The idea came from the Dutch entrepreneur Jan de Jong, who visited Croatia in April 2020. His first idea was for Croatia to let tourists stay longer (for one year) with the goal of helping the country’s economy. This was a difficult period due to the pandemic, and the country was facing economic struggles.
After his initial idea, Jan de Jong requested a meeting with Croatia’s minister, which yielded positive results. Croatia launched the temporary stay permit for digital nomads on January 1, 2021.
In just 15 days, on January 15, 2021, Croatia welcomed the first digital nomad. Melissa Paul, an American entrepreneur, who was already living in Croatia before the new law was introduced. After obtaining the visa, she was invited to many interviews by magazines and TV networks.
Paul said: “Croatia is gorgeous, it’s beautiful living here, affordable compared to other places, has a great climate, and good internet access”.
In another interview, she added: “Labin has a soulful quality. From the friendly people, the large number of working artists here, as well as the mix of history, culture and modern industry”.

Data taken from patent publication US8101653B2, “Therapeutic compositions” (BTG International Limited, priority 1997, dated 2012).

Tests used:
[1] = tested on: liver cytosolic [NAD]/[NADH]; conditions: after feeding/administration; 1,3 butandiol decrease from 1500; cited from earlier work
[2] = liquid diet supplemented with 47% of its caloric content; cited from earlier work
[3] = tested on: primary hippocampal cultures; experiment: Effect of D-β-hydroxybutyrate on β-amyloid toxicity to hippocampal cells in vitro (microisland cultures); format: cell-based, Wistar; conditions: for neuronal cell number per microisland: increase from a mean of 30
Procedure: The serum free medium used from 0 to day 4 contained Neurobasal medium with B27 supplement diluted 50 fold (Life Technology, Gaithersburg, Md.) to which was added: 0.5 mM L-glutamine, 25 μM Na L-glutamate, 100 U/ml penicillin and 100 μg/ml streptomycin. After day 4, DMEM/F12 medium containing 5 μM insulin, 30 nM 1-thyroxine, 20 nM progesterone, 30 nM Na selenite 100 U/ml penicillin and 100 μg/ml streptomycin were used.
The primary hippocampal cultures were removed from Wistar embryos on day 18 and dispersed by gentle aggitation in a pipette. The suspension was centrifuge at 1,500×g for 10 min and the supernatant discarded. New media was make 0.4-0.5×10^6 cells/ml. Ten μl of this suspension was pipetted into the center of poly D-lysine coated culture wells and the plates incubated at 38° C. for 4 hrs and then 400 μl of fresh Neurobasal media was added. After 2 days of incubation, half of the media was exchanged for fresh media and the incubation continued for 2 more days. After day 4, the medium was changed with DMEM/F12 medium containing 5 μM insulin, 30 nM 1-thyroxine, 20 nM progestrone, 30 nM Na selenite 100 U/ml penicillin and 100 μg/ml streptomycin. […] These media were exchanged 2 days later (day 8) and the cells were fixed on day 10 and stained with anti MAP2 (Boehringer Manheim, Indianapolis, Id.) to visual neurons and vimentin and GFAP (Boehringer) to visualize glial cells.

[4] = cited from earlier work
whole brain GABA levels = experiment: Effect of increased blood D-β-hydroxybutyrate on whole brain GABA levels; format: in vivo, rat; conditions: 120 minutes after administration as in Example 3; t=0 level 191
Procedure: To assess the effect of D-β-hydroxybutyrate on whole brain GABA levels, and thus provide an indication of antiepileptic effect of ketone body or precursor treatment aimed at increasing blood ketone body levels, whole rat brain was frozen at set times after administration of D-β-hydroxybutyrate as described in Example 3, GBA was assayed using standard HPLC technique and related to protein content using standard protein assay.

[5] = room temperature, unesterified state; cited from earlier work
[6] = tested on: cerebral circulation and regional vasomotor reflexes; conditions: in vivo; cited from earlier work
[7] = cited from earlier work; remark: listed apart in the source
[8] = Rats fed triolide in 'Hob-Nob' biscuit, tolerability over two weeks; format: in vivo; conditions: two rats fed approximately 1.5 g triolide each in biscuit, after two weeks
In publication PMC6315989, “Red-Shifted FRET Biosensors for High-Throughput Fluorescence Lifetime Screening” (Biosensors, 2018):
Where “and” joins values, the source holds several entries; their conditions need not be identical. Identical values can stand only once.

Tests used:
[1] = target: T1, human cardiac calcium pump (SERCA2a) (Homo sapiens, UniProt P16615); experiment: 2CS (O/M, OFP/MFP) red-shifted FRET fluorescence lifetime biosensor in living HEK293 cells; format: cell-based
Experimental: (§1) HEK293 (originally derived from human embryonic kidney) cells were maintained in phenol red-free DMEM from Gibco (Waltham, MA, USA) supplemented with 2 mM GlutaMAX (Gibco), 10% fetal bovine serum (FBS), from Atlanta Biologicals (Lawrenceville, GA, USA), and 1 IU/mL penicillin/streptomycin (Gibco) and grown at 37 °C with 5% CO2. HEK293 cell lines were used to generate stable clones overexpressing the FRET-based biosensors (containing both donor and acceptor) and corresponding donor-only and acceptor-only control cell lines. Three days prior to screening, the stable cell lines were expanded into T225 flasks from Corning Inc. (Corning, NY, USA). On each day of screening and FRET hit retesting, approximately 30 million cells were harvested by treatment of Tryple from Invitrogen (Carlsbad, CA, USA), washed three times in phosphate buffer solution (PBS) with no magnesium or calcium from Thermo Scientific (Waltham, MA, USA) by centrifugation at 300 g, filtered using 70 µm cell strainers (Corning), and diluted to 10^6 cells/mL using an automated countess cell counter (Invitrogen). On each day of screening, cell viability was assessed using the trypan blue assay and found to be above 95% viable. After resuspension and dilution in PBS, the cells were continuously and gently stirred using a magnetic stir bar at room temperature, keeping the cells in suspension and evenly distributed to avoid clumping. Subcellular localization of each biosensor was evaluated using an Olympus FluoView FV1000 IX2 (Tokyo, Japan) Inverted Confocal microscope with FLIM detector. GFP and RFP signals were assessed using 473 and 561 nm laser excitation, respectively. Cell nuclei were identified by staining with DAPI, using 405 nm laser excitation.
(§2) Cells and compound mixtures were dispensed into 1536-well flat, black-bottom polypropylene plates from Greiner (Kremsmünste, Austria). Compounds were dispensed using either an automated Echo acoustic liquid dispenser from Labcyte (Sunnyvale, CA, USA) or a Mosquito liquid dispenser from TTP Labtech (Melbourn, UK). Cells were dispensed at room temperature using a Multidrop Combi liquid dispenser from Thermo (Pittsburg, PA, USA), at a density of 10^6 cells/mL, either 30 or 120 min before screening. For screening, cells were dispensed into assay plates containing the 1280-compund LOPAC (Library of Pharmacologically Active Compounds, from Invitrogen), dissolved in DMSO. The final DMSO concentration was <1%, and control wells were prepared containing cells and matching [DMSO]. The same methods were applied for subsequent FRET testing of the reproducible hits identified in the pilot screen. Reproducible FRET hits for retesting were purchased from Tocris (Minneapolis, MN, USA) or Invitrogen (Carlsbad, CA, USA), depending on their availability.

Why was the Croatia digital nomad visa launched?
Europe has become a haven for digital nomads, with many countries setting up new schemes to attract remote workers. Estonia was the first to bring in a specific digital nomad visa, with Portugal, the Czech Republic, Iceland, Germany and Greece following suit.
What’s more, Europe is also the region with the highest number of countries granting digital nomad visas.
Although Croatia is a country with many historical places where time has stopped moving, it also follows modern trends, and does so successfully.
While digital nomads enjoy the beauty of this country, Croatia’s economy benefits from their stay. Of course, the visa also comes with a range of benefits for the holder.
- No need to pay taxes to Croatia during your temporary stay
- Low cost of living compared to many other European countries
- Growing digital nomad community
- Fantastic range of historic and beach destinations available
- Plenty of co-working spaces in major cities